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Aussie bookies hit with 8% point of consumption tax in Victoria

TAGs: Australia, Point of Consumption Tax, Victoria

australia-online-betting-victoria-taxAustralia’s online sports betting operators have taken yet another shot to their pocketbooks after the state of Victoria approved a new point-of-consumption tax (POCT).

Late Thursday, the Victorian parliament’s upper chamber used the legislative session’s final day to approve a bill that imposes a new 8% tax on online sports betting revenue derived from state punters. The new tax will kick in on January 1, 2019, and the government expects to reap an annual windfall of AU$30m (US$21.8m).

Victoria’s rate is lower than the 15% POCT introduced in Queensland, South Australia, Western Australia and the Australian Capital Territory, and the 10% rate proposed in New South Wales. Online bookies, most of which are licensed in the Northern Territory, previously paid no direct taxes to other state governments.

However, Victoria’s POCT will also apply to promotional ‘free’ and ‘bonus’ bets that bookies offer their customers, which bookies argue don’t represent actual revenue and thus should have been excluded. The bookies are warning that this new wrinkle could undo their commitment to maintaining their existing level of financial contribution to Victoria’s racing industry.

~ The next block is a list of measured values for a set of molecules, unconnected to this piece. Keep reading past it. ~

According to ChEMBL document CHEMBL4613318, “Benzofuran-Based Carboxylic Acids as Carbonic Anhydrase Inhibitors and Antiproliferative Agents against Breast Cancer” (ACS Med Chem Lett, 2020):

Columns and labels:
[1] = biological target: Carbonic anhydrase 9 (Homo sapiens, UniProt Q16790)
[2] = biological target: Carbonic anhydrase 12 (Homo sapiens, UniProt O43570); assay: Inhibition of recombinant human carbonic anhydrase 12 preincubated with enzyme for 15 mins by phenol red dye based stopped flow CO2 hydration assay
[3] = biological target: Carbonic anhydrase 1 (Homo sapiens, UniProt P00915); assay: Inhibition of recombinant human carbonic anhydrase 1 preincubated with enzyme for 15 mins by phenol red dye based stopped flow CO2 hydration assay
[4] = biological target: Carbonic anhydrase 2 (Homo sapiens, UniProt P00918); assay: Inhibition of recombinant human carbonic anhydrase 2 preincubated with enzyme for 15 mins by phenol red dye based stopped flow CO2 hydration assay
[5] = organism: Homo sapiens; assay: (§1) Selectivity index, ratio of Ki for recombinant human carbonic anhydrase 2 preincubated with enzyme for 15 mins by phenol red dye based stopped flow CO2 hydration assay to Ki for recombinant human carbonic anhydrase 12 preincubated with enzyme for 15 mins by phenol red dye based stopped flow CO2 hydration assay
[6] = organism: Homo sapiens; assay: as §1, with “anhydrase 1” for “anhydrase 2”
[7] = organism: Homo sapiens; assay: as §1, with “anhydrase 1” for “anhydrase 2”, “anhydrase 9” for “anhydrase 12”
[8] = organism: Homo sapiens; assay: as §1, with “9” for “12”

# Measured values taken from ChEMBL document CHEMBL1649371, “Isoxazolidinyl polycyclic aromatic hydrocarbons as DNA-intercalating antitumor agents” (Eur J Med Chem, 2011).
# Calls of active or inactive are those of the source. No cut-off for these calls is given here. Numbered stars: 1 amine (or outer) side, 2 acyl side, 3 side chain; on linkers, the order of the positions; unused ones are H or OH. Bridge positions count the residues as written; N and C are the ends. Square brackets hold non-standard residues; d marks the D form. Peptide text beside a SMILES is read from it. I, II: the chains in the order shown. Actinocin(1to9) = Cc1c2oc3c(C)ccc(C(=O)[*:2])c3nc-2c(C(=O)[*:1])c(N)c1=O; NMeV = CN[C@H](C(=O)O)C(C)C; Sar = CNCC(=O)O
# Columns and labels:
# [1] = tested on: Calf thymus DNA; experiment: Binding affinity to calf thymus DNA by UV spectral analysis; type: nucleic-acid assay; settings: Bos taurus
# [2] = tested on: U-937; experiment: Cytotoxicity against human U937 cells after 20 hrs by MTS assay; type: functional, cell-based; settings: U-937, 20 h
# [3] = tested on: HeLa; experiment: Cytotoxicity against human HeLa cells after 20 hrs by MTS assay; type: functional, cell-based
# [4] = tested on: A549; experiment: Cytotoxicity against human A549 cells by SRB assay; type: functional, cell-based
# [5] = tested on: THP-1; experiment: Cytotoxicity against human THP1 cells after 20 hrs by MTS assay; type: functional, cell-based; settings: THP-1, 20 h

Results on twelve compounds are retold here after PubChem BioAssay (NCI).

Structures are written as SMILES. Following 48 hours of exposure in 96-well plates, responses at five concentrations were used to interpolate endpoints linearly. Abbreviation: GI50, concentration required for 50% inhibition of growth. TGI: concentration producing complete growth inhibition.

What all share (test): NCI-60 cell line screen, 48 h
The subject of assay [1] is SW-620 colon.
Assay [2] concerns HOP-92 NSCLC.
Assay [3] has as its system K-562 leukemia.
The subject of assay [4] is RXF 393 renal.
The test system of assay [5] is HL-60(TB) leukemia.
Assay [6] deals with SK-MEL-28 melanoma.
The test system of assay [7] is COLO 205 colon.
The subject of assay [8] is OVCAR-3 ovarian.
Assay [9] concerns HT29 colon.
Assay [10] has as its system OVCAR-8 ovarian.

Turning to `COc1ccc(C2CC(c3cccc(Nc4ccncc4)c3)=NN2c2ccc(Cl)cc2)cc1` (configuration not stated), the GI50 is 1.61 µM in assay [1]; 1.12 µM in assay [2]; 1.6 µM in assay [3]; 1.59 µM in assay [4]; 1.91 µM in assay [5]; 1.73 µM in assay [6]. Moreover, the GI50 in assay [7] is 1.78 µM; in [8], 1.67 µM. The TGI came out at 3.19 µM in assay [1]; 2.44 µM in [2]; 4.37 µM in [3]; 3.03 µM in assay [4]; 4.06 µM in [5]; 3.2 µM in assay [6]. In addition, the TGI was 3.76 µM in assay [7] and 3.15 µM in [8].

The Sydney Morning Herald quoted Racing Victoria CEO Giles Thompson saying his group had lobbied the government to exempt free bets from the new tax, but the government had the industry in a “disadvantageous position.” Still, Thompson expressed doubt that online bookmakers would be willing to “turn their back on Victoria,” the country’s second-most populous state.

Apart from the Northern Territory, Tasmania is the only Aussie state which has yet to signal its POCT intentions. The issue of variable state-level POCTs could become moot if Australia’s federal government follows through on public musings of imposing a national POCT.

There could be a rainbow that follows this latest drenching of Australia’s long-suffering bookmakers. Local media recently reported that Federal Sports Minister Bridget McKenzie had expressed support for a recent report that recommended lifting the ban on online in-play sports betting.

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